ONE of the latest products of the famous House of Vickers is a medium-sized tractor biplane, known as the "Vendace" and intended for training purposes, either as a land machine or a seaplane. It has only just been completed and probably by the time these lines appear in print it will have made its first trial flights at Brooklands - hence, we are unable this week to publish photographs of the complete machine, but the accompanying general arrangement drawings and detail sketches will, we hope, suffice for the time being to give a general idea of its features.
The "Vendace" it should be mentioned is in every way a thoroughly straightforward job following orthodox Vickers' practice, and no attempt has been made to produce anything of a startling or novel character - the one aim of its designers being to turn out a serviceable and efficient machine for the purpose for which it is intended. That their object will be achieved is, we think, apparent merely from a glance over the general arrangement drawings, for it must be admitted that the general lines of the "Vendace" are at once pleasing, clean and business-like.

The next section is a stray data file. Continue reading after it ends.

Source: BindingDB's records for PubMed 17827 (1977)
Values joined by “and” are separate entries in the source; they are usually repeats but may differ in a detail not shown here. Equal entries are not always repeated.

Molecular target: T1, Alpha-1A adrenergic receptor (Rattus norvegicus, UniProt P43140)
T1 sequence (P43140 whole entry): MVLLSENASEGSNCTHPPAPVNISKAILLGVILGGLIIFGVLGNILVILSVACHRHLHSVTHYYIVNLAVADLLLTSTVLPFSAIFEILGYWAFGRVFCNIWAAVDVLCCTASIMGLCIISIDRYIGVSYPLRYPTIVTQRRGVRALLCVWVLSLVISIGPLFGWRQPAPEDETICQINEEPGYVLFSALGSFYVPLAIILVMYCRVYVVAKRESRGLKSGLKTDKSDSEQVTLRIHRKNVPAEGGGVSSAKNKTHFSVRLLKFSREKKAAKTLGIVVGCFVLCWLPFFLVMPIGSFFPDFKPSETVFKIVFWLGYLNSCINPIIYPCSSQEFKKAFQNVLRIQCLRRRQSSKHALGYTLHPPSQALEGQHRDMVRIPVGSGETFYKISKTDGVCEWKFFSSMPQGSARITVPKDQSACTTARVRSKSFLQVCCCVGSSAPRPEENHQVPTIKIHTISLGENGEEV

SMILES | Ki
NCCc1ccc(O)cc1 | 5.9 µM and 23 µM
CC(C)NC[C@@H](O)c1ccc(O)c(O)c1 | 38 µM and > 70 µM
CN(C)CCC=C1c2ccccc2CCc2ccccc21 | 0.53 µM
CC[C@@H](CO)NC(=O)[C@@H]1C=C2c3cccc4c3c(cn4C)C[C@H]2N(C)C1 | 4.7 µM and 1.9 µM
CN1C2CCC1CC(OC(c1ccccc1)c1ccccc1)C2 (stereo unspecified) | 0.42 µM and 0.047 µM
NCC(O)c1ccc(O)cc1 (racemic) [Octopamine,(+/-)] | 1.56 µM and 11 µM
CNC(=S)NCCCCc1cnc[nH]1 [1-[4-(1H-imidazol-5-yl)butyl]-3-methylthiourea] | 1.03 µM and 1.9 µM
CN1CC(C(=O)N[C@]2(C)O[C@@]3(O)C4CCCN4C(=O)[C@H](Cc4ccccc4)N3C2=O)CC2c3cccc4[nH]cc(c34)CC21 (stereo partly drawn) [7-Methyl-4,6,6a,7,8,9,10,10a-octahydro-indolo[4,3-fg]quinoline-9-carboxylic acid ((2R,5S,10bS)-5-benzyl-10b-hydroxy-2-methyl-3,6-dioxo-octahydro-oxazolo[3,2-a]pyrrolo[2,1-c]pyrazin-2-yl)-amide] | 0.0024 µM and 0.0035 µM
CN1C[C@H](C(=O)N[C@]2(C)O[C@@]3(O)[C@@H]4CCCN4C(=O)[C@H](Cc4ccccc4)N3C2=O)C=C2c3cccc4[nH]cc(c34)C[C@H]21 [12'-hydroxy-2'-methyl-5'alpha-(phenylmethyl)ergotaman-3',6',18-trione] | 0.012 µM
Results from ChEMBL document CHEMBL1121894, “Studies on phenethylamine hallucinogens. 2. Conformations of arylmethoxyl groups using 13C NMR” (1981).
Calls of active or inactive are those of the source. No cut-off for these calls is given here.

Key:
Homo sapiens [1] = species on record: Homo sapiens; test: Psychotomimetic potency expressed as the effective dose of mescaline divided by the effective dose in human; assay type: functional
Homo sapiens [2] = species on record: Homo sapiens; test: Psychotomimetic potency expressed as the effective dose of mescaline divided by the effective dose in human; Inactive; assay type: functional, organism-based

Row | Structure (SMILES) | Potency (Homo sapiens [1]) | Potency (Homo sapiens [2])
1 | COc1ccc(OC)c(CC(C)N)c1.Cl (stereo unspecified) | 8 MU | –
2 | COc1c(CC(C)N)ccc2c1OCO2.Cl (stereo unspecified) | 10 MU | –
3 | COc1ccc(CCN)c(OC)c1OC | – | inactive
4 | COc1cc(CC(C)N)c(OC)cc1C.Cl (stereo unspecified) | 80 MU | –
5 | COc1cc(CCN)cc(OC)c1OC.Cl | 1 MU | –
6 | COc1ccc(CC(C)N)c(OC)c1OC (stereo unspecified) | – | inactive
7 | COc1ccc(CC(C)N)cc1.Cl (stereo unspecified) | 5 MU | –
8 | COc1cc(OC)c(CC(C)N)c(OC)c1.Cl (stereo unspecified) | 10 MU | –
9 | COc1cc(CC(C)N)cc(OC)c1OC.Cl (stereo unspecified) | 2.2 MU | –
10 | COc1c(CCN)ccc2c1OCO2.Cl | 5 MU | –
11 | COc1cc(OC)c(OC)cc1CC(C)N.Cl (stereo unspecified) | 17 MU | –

There are, however, one or two features in the design of the "Vendace" which call for special mention. One of these is an effective method of adjusting the height of the seats (to suit out-sizes of occupants) during flight, another, the neat housing and mounting of the power plant, and also the fact that to change the machine from a land 'plane into a seaplane it is only necessary to remove the wheels and substitute floats on the same chassis with only two additional struts. We will refer again to these points later on in our description.